Note:Contact information in this article is no longer valid, and special offers mentioned in this article have expired and are no longer available.
Degroot did a wonderful job on these flowers on the windowsill. It's hard to beat his sense of LathArt.
When you have finished learning how to make LathArt, enjoy our other sites, particularly the Help and Discussion Blog at http://latharthelp.blogspot.com/ to see how other LathArtists are designing and making their own LathArt
There is no need to use the exact sizes in the instructions, but it should be close. Ideally the wood should be about 1/4" thick and 1 1/4" to 1 1/2" wide. The frames can be the same size or slightly thicker and wider.
The wood should not be too "hairy" the way some stickers that have been ripped from green wood can be. The frames look nice hairy though.
If your wood depot doesn't carry this wood cheap (15 cents or less a stick for 24" lengths), try snowfence, sandfence, lattice makers and some farming supply for stickers. Do not buy fancy wood for this project. You can use pine or any other fir tree and ceder is very nice.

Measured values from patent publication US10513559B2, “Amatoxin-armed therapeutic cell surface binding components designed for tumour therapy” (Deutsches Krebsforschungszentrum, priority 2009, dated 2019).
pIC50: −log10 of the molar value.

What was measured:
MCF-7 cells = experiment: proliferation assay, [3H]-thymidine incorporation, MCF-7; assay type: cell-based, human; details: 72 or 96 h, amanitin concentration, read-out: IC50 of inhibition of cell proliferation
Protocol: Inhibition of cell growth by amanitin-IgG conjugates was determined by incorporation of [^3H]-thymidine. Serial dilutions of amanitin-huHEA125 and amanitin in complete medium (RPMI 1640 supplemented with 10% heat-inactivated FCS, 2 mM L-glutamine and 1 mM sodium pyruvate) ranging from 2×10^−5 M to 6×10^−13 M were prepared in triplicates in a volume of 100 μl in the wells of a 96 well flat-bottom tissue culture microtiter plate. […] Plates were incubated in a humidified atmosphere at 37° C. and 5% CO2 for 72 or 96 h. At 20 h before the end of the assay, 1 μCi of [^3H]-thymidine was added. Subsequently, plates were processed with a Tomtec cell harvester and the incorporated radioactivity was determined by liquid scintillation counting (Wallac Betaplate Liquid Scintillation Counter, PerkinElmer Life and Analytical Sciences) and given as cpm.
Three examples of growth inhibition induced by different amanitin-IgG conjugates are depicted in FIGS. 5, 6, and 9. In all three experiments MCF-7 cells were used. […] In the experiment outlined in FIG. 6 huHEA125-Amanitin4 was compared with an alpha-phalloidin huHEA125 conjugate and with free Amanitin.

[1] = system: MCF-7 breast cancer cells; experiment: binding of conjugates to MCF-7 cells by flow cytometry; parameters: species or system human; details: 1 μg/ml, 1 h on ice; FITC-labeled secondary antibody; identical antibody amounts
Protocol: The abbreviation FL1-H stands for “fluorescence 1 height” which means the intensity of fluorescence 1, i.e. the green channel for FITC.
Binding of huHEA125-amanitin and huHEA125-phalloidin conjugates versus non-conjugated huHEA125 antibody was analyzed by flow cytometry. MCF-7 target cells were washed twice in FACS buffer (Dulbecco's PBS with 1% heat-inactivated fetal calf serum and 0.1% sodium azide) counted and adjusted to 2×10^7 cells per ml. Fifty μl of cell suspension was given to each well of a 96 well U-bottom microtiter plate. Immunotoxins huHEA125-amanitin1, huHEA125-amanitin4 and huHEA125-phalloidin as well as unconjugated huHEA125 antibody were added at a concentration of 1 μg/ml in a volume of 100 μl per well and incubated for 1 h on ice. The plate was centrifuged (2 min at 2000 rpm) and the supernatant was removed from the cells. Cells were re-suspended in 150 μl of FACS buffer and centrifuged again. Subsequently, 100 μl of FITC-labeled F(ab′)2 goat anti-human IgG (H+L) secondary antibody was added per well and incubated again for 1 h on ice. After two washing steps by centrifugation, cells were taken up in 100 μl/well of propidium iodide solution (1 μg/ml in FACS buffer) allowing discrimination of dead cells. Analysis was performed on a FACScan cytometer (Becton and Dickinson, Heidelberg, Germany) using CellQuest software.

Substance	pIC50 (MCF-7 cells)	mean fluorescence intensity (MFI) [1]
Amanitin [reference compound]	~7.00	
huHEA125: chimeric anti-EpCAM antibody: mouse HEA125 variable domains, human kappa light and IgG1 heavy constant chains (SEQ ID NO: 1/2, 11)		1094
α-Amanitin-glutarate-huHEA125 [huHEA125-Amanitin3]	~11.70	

If you have no luck, try wainscotting, either the front or back, or rip your own from a 2 by 4.
(I have used the backside of wainscotting that was double the required width (about 3 inches), but had a groove down the. It looked great and was very cost effective. For that project, I used some 1" by 2" wood depot wood for the frame.)
As woodworkers you probably know a lot about applying stains to wood. You know that different woods react differently and will absorb varied amounts of color. This is all part of the ORIGINAL WORK OF ART you are making here.
Here are a few good ideas for painting your lathart.
1. You can use deck stains. The colors are all nice and muted, and the transparency is close to perfect. If you are planning to make a lot of lathart, and want to maintain a consistant look across your work that becomes your style, then this is a good idea. This is an expensive way to make one painting.